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About Time (8/10)

by Tony Medley

Runtime 125 minutes.

OK for children.

Raindrops on roses and whiskers on kittens;

Bright copper kettles and warm woolen mittens;

Brown paper packages tied up with string;

These are a few of my favorite things.

Oscar Hammerstein

You can add Rachel McAdams and time warp movies to my list, Oscar. This romantic comedy has both, along with a captivating performance by romantic lead Domhnall Gleeson.

Writer/director Richard Curtis has a problem with movie length, as witnessed by his almost interminable 2003 episodic Love, Actually, which came in at a mind-boggling 135 minutes, which might be a world’s record for a romcom. However, that’s what happens when a writer directs his own script; everything is so wonderful he can’t make needed cuts. Curtis also wrote many episodes of Black-Adder an apparently little known, but long-remembered by me anyway, BBC sitcom from the 1980s (Blackadder II had a terrific cast, including Rowan Atkinson, Hugh Laurie, Stephen Fry, and Amanda Richardson).  But back to About Time, although far too long for a romantic comedy this is still a charming little movie that also features a touching performance by Curtis-movie veteran Bill Nighy as Gleeson’s beloved father. Also in top form is Tom Hollander as Gleeson’s foul-tempered landlord.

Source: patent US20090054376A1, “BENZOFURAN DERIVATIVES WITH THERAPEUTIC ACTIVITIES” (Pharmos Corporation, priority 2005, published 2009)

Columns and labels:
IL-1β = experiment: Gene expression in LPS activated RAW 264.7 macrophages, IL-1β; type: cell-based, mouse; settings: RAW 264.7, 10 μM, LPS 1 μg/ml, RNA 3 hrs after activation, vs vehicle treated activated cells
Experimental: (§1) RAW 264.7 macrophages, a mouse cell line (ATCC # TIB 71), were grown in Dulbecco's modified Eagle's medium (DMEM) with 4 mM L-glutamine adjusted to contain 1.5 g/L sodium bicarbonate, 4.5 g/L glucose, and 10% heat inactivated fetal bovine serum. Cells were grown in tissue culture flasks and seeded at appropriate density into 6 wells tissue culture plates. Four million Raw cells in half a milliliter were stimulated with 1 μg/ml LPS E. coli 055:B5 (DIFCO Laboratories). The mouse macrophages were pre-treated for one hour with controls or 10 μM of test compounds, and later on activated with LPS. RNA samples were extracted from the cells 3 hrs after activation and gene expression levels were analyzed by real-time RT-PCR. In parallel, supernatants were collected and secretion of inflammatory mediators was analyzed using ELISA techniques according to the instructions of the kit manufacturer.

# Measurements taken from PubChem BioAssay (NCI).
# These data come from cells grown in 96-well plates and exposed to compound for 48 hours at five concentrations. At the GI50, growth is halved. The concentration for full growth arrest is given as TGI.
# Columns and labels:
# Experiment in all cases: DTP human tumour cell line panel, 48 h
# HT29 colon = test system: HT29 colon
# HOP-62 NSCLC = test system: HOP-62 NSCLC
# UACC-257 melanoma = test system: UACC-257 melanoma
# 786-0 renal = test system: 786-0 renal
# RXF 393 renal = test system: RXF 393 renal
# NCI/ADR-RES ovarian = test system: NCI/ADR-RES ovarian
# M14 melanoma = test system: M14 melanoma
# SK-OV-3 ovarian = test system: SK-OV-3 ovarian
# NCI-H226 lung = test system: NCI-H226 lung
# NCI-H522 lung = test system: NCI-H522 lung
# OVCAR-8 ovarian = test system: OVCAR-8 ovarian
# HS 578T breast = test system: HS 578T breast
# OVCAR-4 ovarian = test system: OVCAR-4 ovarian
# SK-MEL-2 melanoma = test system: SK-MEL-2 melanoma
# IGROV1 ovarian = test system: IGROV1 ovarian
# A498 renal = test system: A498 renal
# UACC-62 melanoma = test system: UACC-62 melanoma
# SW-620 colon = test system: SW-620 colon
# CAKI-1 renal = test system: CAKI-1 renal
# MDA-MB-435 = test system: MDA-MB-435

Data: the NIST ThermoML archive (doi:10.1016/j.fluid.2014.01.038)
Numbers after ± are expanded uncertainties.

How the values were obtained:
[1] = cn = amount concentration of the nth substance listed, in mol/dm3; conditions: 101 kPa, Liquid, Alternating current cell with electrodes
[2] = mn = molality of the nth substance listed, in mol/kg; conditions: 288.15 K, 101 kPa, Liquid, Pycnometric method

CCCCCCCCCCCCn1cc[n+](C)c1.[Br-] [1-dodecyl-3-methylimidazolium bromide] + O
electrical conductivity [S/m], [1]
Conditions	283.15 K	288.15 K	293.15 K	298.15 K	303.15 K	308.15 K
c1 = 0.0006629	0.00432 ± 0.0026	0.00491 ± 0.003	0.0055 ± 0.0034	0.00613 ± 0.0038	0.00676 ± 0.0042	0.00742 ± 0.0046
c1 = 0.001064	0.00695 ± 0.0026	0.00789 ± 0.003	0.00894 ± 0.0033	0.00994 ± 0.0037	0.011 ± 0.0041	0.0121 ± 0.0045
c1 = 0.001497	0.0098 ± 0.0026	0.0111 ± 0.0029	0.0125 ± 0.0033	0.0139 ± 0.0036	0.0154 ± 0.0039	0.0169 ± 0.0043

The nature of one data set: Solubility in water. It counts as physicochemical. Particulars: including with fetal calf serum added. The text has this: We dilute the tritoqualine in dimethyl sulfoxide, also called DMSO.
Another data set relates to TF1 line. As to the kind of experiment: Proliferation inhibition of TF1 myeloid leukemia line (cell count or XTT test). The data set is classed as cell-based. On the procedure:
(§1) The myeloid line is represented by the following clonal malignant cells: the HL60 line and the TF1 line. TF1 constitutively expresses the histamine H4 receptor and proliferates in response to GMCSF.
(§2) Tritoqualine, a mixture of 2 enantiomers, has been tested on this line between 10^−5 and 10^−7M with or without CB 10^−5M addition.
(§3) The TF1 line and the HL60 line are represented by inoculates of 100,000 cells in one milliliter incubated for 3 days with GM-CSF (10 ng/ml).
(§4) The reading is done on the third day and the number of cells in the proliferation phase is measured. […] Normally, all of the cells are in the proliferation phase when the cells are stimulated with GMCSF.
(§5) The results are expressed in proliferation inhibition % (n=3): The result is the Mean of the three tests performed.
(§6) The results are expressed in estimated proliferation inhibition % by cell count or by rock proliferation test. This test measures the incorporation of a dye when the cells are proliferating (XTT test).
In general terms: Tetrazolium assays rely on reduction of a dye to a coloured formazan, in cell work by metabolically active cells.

Gleeson goes through a lot of machinations to finally hook up with McAdams. Even though she constantly displays her award-quality smile, this role doesn’t challenge McAdams very much. She’s there to provide the love interest and that’s about all. It’s enough for me because she is in a lot of scenes, and she gives a fine performance. She stole my heart, along with a lot of other hearts, in her breakout performance as Ryan Gosling’s heartthrob in The Notebook (2004), and she does the same thing here.

McAdams also deserves a lot of credit for not baring her breasts. There are a couple of love-making scenes that would normally cry out for nudity, but apparently McAdams would have none of it. Good for her.

The time warp angle is well done and is as believable as any science fiction twist. But there is a huge plot hole near the end of the movie that really disappointed me. It’s in there to give an emotional tug on the heartstrings, and it did bring tears to my eyes, but, still, in the back of my mind I was saying, “Wait a minute; this is totally inconsistent with what came before!” That’s not what you want to have your audience thinking at the end of what had been, up to then, something that is totally entertaining. But, then, I get into movies. I take the stories seriously. If you’re just there for an entertainment romp, you might not even notice it.

Adding to the pleasure is a wonderful sound track with a lot of great songs, including Andrea Grant singing Dolly Parton’s I Will Always Love You (which was written about Dolly’s 1974 professional break with Porter Wagoner).

October 30, 2013